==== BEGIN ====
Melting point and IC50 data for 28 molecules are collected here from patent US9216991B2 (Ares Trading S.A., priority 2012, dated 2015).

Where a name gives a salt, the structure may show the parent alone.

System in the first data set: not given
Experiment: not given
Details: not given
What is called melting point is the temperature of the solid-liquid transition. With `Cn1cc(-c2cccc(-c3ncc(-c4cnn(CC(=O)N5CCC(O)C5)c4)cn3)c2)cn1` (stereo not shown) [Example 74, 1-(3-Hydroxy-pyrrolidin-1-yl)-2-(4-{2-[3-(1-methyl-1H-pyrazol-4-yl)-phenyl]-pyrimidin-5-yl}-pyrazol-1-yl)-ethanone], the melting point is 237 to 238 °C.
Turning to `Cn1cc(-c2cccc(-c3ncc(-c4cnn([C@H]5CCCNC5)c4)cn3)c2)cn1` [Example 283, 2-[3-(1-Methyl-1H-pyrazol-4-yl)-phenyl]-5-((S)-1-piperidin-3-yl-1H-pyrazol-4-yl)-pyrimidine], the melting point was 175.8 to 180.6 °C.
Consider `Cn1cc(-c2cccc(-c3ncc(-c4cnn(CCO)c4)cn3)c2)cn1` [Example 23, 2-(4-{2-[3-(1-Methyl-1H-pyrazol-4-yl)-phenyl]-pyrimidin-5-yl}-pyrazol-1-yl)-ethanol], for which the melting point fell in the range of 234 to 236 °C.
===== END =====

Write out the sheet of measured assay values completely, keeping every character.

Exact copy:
Melting point and IC50 data for 28 molecules are collected here from patent US9216991B2 (Ares Trading S.A., priority 2012, dated 2015).

Where a name gives a salt, the structure may show the parent alone.

System in the first data set: not given
Experiment: not given
Details: not given
What is called melting point is the temperature of the solid-liquid transition. With `Cn1cc(-c2cccc(-c3ncc(-c4cnn(CC(=O)N5CCC(O)C5)c4)cn3)c2)cn1` (stereo not shown) [Example 74, 1-(3-Hydroxy-pyrrolidin-1-yl)-2-(4-{2-[3-(1-methyl-1H-pyrazol-4-yl)-phenyl]-pyrimidin-5-yl}-pyrazol-1-yl)-ethanone], the melting point is 237 to 238 °C.
Turning to `Cn1cc(-c2cccc(-c3ncc(-c4cnn([C@H]5CCCNC5)c4)cn3)c2)cn1` [Example 283, 2-[3-(1-Methyl-1H-pyrazol-4-yl)-phenyl]-5-((S)-1-piperidin-3-yl-1H-pyrazol-4-yl)-pyrimidine], the melting point was 175.8 to 180.6 °C.
Consider `Cn1cc(-c2cccc(-c3ncc(-c4cnn(CCO)c4)cn3)c2)cn1` [Example 23, 2-(4-{2-[3-(1-Methyl-1H-pyrazol-4-yl)-phenyl]-pyrimidin-5-yl}-pyrazol-1-yl)-ethanol], for which the melting point fell in the range of 234 to 236 °C.